Leon Gaitanis
It also includes writings by Timothy Leary, Laura Huxley and Dr. Humphry Osmond.
Peter Uys

Most Helpful Customer Reviews

30 of 30 people found the following review helpful By Peter Uys HALL OF FAME on June 7, 2003
Format: Paperback
This volume brings together selections from Huxley's Brave New World, Doors Of Perception, Heaven And Hell and Island, as well as magazine articles, letters, lectures and scientific papers. It also includes writings by Timothy Leary, Laura Huxley and Dr. Humphry Osmond. Leary's interesting account of a 1960 meeting with Huxley at Cambridge is titled Mushrooms For Lunch, whilst the same year's Harvard Sessions is a report of a psylocybin session where Huxley took part in a group experiment. Other very thought provoking chapters include Dr. Humphry Osmond's May Morning In Hollywood and Huxley's own Disregarded In The Darkness, Doors, Mescalin, Heaven And Hell and Brave New World Revisited. But the highlights of the book are Laura Huxley's 1962 account of her husband in a psychedelic state and especially her moving account of his illness and death, titled Nobly Born. The appendix is titled Instruments For Use During A Psychedelic Experience and the book concludes with an index. This is a brilliant collection of this refined author's best work and an insightful investigation into the use of entheogenic substances for the expansion of consciousness. I also recommend Huston Smith's Cleansing The Doors Of Perception: The Religious Significance of Entheogentic Plants and Chemicals, William James' Varieties Of Religious Experience the title Chaos, Creativity and Cosmic Consciousness by Ralph Abraham, Terence McKenna and Rupert Sheldrake.
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13 of 13 people found the following review helpful By Stefan Isaksson on September 20, 2006
Format: Paperback
Moksha is a word in Sanskrit which means "liberation", and liberation is probably the best word to describe Aldous Huxley and his writings. Liberation from external forces, from norms and views of reality that the authority figures of the West have told you are "real" and "true", liberation from everything that stops you from finding your own path in life and the creation of your own truth.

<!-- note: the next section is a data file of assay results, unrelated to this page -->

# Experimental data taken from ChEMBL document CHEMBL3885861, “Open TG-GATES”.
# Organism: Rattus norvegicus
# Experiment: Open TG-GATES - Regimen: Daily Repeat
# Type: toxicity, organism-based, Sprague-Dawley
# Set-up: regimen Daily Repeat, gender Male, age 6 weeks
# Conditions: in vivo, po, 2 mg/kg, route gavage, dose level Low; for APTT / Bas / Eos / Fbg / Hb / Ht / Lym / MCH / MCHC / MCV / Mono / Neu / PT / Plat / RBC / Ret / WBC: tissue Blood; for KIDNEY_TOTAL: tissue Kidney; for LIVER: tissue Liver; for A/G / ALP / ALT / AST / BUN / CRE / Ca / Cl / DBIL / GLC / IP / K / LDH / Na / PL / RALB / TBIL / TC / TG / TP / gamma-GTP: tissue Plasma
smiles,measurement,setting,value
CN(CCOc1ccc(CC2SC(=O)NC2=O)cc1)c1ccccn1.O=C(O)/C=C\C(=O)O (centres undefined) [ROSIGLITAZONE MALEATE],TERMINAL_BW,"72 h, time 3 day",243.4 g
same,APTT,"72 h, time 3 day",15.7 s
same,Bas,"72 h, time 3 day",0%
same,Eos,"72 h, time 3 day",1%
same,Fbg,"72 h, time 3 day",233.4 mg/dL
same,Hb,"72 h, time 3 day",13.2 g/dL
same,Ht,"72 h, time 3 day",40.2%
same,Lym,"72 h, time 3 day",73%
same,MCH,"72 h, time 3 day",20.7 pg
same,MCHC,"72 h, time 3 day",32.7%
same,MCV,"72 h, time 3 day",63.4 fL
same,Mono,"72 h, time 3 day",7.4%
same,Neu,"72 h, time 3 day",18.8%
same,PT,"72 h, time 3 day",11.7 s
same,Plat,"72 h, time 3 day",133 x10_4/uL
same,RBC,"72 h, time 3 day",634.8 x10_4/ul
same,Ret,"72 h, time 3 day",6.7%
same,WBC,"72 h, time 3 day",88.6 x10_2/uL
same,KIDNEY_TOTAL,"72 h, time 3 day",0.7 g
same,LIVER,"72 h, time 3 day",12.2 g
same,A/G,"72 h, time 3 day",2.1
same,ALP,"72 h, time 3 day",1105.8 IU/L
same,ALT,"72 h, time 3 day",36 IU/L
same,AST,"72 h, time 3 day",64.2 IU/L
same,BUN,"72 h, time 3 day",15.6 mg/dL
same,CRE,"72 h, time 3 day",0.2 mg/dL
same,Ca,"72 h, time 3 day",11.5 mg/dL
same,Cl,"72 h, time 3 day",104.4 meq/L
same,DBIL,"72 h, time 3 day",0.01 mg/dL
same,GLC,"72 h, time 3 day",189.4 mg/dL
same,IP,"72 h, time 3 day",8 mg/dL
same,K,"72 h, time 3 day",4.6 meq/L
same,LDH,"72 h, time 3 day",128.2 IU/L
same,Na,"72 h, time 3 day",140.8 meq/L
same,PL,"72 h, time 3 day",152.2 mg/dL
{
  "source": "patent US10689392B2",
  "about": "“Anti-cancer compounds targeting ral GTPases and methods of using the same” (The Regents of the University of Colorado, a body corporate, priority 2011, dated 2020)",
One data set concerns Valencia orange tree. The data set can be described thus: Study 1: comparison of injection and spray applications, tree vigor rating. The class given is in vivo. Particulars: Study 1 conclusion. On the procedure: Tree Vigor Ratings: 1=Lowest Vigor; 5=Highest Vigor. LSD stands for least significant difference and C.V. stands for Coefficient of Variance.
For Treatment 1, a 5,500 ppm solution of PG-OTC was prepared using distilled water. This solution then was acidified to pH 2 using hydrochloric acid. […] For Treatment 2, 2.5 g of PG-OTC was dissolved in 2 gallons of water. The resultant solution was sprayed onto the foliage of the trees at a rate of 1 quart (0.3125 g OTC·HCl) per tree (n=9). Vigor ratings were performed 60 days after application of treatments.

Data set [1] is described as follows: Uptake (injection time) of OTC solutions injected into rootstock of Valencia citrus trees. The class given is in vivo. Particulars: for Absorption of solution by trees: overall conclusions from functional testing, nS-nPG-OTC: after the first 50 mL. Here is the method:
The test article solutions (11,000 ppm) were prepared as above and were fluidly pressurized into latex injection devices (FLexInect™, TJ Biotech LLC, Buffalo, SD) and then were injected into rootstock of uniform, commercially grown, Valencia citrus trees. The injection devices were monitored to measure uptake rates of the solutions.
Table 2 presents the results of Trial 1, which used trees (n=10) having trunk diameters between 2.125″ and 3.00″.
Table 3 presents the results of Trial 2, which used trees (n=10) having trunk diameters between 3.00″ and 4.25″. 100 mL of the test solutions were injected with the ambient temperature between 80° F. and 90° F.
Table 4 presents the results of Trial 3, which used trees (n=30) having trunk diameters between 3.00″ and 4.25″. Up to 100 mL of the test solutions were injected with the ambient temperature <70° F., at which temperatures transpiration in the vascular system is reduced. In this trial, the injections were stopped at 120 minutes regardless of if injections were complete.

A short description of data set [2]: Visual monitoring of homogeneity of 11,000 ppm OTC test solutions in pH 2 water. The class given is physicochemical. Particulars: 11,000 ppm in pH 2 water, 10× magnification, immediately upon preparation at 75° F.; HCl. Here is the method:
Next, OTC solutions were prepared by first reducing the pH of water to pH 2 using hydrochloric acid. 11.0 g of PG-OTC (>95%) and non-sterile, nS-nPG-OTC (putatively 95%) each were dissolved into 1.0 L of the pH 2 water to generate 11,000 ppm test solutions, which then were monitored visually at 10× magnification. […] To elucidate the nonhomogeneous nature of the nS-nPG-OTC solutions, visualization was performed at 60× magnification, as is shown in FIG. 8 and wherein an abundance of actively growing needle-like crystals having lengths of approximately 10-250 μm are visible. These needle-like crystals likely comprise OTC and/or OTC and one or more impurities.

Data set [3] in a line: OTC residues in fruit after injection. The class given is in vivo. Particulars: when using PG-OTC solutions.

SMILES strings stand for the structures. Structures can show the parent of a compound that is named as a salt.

In the world of fiction, Huxley is perhaps best known for his novel Brave New World, in which he painted a rather gloomy picture of a not-too distant future where the people are controlled by the use of Soma, a synthetic drug enabling everyone some time-out from their own miserable existence. This theme was continued in the later book Island, where the name of the drug has been changed to Moksha and is seen as a positive thing, a way for the individual to find his or her own means of evolution instead of a cheap escape from the dreaded reality. However, Huxley was more than just a writer of fiction, and in Moksha the reader is treated to a glimpse of this man's amazing intellect. Besides some of the many letters he wrote during his lifetime, you'll also find excerpts from different lectures held all over the world, interviews, and important sections from some of this best fictional writing, such as Brave New World, The Doors of Perception, Island, and Heaven and Hell.

The larger bulk of the text is about psychedelic drugs and their beneficial use in different sorts of therapy as well as their ability to help mankind in the expansion of human consciousness, and it's quite a pleasure to experience Huxley's fascinating ideas about these types of drugs, especially since they in later years came to be treated as a total menace to society.
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12 of 13 people found the following review helpful By andy7 on June 22, 2003
Format: Paperback
Aldous Huxley was clearly a man ahead of his time: imagine an English intellectual in the 1940's writing about mecaline and LSD, how they relate to psychology, sociology and religion in modern times.
This was not a cult leader or an Edgar Cayce/Aleister Crowley sort of philosopher: his essays were published in periodicals as varied as the Saturday Evening Post and Playboy Magazine (!). He was one of the ultimate explorers of the mind. Many of his thoughts from the 40's and the 50's still sound as relevant today as the day they were written.
His timeless thoughts are his genius. I recommend this book highly.
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6 of 7 people found the following review helpful By "ezonwaj" on July 2, 2004
Format: Paperback
Alduos Huxley is a brilliant man. This book has made me think about things in a whole new way. I love the letters he writes. The book is divided into 40 chapters. I read it slowly, a chapter or two at a time over a period of a few months. It wasn't one of those books you, like his novels, that you'd want to read in a week or a day. It is something you want to read and then think about it for a while. His ideas on psychedelics are very enlightening. I am thankful for this work.
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3 of 3 people found the following review helpful By M. Fiori on March 18, 2006
Format: Paperback Verified Purchase
New Age, Self Help, Cults. While you might think that some of these things are 'new'.

you can find through this book that the human condition appears to have established

itself quite a long time ago and has not changed a great deal in aggregate over time.

It is really unfortunate that so little is understood about the workings of the human

mind and that so little of our collective time is spent in pursuit of a deeper cognition.

Well worth the investment in both time and money for anyone interested in knowing

more about themselves.
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7 of 9 people found the following review helpful By Thomas M. Seay on October 3, 2000
Format: Paperback
Entheogens (psychedelics) through the eyes of an articulate and cultured man of letters. We get to see through this series of essays why Huxley turned to psychedelics as a tool for spiritual exploration. It also raises important questions that need to be addressed by those of us using entheogens (psychedelics) as a means of expanding consciousness.
Thomas Seay